Reverend C.L. Franklin, who was an active and notable civil rights figure during the 1950s and 1960s, was one of the first Baptist ministers to have his own nationally-broadcast radio show. Her mother, Barbara Franklin, was an accomplished piano player and vocalist.
Because of Rev. Franklin’s significant influence, many famous Black musicians and civil rights leaders would flock to the Franklin home. One of those civil rights leaders became a close family friend – Rev. Dr. Martin Luther King, Jr. After Franklin’s mother died of a heart attack before her tenth birthday, she was raised by several women, including her grandmother, Rachel, and legendary gospel singer Mahalia Jackson. It was during this time that Franklin learned how to play the piano by ear. The constant interaction with musical greats such as Jackson and Sam Cooke, to name a few, allowed her to gain exposure to other people in the music industry.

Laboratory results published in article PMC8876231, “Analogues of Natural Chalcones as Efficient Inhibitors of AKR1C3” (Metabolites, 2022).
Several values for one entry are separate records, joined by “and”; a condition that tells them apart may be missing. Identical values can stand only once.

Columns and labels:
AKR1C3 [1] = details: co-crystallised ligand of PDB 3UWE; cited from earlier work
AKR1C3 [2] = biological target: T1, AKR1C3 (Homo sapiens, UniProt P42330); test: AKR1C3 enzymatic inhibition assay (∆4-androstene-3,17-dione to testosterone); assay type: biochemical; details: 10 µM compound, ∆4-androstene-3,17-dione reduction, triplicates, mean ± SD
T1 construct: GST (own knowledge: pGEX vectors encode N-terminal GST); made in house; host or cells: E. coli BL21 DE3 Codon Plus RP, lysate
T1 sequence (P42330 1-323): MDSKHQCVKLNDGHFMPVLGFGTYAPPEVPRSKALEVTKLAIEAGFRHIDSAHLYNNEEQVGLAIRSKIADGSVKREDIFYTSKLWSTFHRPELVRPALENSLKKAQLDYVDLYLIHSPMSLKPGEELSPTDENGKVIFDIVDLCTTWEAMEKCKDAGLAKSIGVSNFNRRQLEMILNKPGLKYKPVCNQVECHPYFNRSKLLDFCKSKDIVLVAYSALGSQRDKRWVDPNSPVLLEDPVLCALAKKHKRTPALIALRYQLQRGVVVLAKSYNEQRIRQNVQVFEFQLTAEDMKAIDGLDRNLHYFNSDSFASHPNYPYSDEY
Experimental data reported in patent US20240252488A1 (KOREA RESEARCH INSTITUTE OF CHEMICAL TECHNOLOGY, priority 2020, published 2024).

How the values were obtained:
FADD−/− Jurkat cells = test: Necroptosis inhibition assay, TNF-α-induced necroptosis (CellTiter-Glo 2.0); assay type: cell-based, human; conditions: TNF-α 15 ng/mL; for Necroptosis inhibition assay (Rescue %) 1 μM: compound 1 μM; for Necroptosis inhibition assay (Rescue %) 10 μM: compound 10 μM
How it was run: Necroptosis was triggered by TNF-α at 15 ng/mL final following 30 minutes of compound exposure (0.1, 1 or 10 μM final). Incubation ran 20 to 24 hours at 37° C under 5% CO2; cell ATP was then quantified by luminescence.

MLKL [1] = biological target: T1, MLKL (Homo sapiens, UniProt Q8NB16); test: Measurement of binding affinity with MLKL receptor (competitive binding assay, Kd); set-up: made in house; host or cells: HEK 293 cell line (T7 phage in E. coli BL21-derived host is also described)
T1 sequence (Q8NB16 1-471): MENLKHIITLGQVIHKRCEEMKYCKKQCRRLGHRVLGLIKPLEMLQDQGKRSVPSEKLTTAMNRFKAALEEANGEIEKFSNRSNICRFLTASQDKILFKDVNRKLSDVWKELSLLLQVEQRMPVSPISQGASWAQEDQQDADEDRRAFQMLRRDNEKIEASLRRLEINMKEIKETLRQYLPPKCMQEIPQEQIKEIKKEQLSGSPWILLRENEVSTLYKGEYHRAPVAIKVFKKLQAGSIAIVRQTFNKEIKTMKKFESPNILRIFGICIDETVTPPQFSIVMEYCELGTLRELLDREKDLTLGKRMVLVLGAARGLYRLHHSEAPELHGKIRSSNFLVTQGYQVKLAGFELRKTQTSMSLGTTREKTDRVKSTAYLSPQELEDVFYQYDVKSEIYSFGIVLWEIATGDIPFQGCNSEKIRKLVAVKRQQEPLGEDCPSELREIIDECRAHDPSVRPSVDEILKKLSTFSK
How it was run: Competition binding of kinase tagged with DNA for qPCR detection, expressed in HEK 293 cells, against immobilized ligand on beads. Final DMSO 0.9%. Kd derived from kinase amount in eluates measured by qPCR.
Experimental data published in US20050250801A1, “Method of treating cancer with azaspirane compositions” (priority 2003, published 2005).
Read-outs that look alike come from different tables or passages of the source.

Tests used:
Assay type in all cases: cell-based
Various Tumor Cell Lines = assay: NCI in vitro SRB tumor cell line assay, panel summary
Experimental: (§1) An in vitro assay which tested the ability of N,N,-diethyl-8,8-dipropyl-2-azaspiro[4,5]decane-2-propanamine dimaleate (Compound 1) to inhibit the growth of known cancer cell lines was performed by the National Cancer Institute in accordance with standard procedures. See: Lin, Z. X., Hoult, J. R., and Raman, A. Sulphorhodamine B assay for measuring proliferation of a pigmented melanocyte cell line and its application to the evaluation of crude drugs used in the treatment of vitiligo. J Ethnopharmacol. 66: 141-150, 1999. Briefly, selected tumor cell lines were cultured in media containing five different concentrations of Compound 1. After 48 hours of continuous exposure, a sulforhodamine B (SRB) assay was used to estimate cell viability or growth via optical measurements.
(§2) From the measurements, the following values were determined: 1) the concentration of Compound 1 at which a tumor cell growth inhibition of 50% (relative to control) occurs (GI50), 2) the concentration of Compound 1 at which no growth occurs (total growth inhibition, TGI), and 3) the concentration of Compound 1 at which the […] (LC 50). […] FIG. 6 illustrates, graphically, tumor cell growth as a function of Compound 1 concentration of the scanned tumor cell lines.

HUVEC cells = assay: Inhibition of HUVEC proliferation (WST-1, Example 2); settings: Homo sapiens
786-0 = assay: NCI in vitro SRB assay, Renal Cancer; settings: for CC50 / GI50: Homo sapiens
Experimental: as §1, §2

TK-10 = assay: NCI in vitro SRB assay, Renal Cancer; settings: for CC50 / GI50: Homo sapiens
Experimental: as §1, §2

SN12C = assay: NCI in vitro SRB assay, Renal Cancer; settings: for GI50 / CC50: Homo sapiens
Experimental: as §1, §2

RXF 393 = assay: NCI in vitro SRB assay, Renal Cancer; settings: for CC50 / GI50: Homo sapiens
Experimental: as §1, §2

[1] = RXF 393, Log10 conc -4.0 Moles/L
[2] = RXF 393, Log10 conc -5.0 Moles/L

As a young gospel singer, Franklin spent summers staying with Mavis Staples’ family and went on tour with Dr. King to lend her talents to the civil rights struggle.
After turning 18, Franklin told her father that she wanted to follow Cooke in the music business, so she moved to New York. Rev. Jackson agreed and helped her produce a two-song demo that soon caught the attention of legendary record producer and talent scout John Hammond who signed her to her very first recording contract with Columbia Records in 1960.
After six years with Columbia Records, and no major hit records to her name, Franklin chose not to renew her contract with them. She decided to sign with Atlantic Records instead. Franklin finally found commercial success after recording the song, “I Never Loved a Man (The Way I Love You),” and the rest is history. Unlike her stint at Columbia Records, Franklin had finally found a record company that was able to successfully combine her gospel roots with secular music to make the legendary soul music she became famous for. Franklin is known for legendary classic number-one singles such as “(You Make Me Feel Like A) Natural Woman,” “Chain of Fools,” “I Say a Little Prayer,” “Think”, “Until You Come Back to Me (That’s What I’m Gonna Do),” “Something He Can Feel,” “Freeway of Love,” “Respect,” and many more.